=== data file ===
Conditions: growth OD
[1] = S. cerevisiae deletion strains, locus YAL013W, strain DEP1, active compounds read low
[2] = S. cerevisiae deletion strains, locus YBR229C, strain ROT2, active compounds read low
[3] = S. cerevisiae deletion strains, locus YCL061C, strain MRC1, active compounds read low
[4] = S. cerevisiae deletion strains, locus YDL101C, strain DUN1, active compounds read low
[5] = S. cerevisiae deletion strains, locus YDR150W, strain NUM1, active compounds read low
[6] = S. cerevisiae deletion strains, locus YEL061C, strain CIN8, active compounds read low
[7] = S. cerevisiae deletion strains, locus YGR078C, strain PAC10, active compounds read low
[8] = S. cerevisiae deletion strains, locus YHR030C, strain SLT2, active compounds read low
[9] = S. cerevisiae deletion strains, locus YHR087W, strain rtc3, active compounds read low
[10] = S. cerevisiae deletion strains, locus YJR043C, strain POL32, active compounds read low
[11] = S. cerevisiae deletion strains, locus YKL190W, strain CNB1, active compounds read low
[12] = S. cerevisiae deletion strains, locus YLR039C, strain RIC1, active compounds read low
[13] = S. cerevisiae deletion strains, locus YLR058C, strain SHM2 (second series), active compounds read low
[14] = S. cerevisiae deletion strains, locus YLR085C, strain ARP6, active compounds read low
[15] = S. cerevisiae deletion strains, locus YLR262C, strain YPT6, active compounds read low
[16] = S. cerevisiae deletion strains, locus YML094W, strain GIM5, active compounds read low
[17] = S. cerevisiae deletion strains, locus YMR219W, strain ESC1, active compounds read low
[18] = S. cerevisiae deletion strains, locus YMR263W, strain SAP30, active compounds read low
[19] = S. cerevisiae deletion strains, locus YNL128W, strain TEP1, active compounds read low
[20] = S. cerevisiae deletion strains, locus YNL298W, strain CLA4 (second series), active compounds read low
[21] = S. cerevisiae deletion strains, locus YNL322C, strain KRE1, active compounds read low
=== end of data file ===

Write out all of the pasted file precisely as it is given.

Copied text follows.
Conditions: growth OD
[1] = S. cerevisiae deletion strains, locus YAL013W, strain DEP1, active compounds read low
[2] = S. cerevisiae deletion strains, locus YBR229C, strain ROT2, active compounds read low
[3] = S. cerevisiae deletion strains, locus YCL061C, strain MRC1, active compounds read low
[4] = S. cerevisiae deletion strains, locus YDL101C, strain DUN1, active compounds read low
[5] = S. cerevisiae deletion strains, locus YDR150W, strain NUM1, active compounds read low
[6] = S. cerevisiae deletion strains, locus YEL061C, strain CIN8, active compounds read low
[7] = S. cerevisiae deletion strains, locus YGR078C, strain PAC10, active compounds read low
[8] = S. cerevisiae deletion strains, locus YHR030C, strain SLT2, active compounds read low
[9] = S. cerevisiae deletion strains, locus YHR087W, strain rtc3, active compounds read low
[10] = S. cerevisiae deletion strains, locus YJR043C, strain POL32, active compounds read low
[11] = S. cerevisiae deletion strains, locus YKL190W, strain CNB1, active compounds read low
[12] = S. cerevisiae deletion strains, locus YLR039C, strain RIC1, active compounds read low
[13] = S. cerevisiae deletion strains, locus YLR058C, strain SHM2 (second series), active compounds read low
[14] = S. cerevisiae deletion strains, locus YLR085C, strain ARP6, active compounds read low
[15] = S. cerevisiae deletion strains, locus YLR262C, strain YPT6, active compounds read low
[16] = S. cerevisiae deletion strains, locus YML094W, strain GIM5, active compounds read low
[17] = S. cerevisiae deletion strains, locus YMR219W, strain ESC1, active compounds read low
[18] = S. cerevisiae deletion strains, locus YMR263W, strain SAP30, active compounds read low
[19] = S. cerevisiae deletion strains, locus YNL128W, strain TEP1, active compounds read low
[20] = S. cerevisiae deletion strains, locus YNL298W, strain CLA4 (second series), active compounds read low
[21] = S. cerevisiae deletion strains, locus YNL322C, strain KRE1, active compounds read low